Finance leaders agree on economic aim
G-20 goal: Curb trade imbalances
GYEONGJU, South Korea — Global finance leaders, under pressure to display unselfish policies, agreed yesterday to boost cooperation on rebalancing the world economy to help defuse tensions that had sparked fears of trade conflicts.
The Group of 20 vowed to avoid potentially debilitating currency devaluations and reduce trade and current account imbalances, amid a growing recognition that restructuring the world economy is necessary to accommodate the greater role played by fast-growing China and other developing economies.
G-20 finance ministers and central bank governors met for two days in the South Korean city of Gyeongju ahead of a summit of their leaders in Seoul next month. Just two weeks ago, a G-20 meeting in Washington failed to resolve differences that had stoked worries a possible trade war could trigger another economic downturn.
Nations in Asia and other regions have been trying to stem strength in their currencies amid sustained weakness in the US dollar out of fear their exports will become less competitive.
At the same time, China’s currency, the yuan, has been effectively pegged to the greenback, provoking criticism it is being kept artificially low and giving the country’s exporters an unfair advantage.
An Asia relying less on exports for growth is seen as one of the adjustments that nations should make to ensure more stability in the global economy and markets.
Stronger currencies, meanwhile, would make imported goods cheaper and boost local spending as a contributor to economic growth.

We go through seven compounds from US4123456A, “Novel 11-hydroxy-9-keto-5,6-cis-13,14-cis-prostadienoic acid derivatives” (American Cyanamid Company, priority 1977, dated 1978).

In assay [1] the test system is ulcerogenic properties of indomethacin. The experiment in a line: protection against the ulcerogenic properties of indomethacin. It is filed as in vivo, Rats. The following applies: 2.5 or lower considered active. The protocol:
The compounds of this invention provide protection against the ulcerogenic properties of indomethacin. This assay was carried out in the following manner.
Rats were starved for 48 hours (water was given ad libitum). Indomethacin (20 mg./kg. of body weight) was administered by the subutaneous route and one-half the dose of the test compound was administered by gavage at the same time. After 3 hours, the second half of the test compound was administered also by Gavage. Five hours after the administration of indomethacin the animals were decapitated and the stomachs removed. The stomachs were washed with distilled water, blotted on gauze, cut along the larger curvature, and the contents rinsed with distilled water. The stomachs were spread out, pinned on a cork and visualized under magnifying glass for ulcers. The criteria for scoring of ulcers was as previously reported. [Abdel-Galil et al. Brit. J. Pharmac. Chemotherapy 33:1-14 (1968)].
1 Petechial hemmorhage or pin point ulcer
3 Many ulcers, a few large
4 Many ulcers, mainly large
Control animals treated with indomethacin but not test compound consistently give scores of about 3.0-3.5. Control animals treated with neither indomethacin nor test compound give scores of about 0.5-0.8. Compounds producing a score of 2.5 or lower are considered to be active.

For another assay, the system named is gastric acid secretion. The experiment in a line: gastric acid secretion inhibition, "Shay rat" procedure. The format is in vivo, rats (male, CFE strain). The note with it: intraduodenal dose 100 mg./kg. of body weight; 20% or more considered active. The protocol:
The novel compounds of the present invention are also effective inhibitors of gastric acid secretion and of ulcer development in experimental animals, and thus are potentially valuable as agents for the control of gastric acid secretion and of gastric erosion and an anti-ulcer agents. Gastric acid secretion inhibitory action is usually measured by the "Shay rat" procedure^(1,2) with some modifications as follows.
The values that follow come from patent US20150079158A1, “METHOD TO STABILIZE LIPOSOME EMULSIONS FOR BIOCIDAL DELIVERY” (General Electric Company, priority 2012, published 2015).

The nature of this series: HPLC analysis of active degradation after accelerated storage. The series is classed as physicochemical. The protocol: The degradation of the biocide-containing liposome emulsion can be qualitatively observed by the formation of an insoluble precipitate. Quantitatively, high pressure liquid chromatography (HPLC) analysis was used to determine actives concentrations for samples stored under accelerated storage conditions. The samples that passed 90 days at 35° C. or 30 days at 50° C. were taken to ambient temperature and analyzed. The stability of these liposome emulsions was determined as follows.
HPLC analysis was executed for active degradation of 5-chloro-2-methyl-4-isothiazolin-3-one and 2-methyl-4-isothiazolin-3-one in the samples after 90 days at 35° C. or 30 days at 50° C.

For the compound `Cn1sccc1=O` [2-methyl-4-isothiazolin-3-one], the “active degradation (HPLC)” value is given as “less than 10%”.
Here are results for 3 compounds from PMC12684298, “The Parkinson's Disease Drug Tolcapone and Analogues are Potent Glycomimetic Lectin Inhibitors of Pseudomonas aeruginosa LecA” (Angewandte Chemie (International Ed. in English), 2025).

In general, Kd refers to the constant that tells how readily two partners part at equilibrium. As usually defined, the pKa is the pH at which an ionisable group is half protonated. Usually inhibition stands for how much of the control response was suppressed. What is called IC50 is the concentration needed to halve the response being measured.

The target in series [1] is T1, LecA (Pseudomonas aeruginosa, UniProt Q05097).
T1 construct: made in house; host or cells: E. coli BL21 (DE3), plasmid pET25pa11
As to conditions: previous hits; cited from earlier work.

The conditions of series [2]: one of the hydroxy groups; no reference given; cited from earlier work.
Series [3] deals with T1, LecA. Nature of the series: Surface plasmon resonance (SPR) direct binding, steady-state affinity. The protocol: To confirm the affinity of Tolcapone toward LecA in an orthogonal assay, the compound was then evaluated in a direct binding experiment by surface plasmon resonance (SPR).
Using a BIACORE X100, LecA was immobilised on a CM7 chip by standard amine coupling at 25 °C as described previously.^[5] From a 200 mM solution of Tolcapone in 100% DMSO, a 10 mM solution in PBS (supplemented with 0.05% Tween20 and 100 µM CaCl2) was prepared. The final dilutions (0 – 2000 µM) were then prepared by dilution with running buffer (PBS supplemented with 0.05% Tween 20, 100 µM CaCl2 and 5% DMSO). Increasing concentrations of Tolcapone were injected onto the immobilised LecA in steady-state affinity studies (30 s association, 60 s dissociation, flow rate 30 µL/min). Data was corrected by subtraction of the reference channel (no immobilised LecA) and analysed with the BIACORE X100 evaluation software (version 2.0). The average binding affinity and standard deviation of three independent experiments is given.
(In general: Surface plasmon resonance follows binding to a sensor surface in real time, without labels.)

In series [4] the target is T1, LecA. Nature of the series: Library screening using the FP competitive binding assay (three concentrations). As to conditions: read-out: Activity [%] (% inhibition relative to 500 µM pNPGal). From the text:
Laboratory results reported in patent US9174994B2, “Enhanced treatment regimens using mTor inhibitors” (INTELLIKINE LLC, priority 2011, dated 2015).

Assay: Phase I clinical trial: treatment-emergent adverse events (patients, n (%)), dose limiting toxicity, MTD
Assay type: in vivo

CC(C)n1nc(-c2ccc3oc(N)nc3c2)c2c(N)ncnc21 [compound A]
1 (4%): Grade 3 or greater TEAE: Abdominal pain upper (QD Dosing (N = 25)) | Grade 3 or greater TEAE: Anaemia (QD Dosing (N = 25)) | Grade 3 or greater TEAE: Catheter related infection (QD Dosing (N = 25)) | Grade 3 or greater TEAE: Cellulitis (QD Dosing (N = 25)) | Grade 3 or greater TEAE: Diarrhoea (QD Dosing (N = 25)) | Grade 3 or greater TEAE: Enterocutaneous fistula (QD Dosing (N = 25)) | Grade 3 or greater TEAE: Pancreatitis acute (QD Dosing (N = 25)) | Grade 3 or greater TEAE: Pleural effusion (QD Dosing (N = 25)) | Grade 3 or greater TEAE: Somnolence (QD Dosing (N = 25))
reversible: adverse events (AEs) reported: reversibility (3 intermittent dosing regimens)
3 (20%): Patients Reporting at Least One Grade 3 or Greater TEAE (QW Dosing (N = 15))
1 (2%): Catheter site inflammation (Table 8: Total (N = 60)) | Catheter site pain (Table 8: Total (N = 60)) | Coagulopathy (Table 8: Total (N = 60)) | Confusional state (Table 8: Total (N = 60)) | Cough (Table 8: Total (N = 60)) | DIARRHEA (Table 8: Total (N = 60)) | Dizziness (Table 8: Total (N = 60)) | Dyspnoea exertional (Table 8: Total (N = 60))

The G-20, which accounts for about 85 percent of the global economy, said in a statement that it will “move toward more market-determined exchange rate systems’’ and “refrain from competitive devaluation of currencies.’’ It also vowed to cooperate on reducing “excessive imbalances.’’
“I think it’s fair to say for the first time we see the major economies come together and recognize that excess imbalances that persist over a period of time, that can threaten growth and financial stability, need to bring about adjustments in policies,’’ US Treasury Secretary Timothy Geithner told reporters after the meeting.
The G-20 includes both rich countries such as the United States, Japan, and Germany and emerging ones such as China, India, and Brazil. It assumed the role of global economic leader following the 2008 financial crisis.
South Korean President Lee Myung-bak, chairman of the upcoming G-20 summit and a staunch advocate of free trade, had implored the finance officials on Friday to come up with what he called a “mutual win-win.’’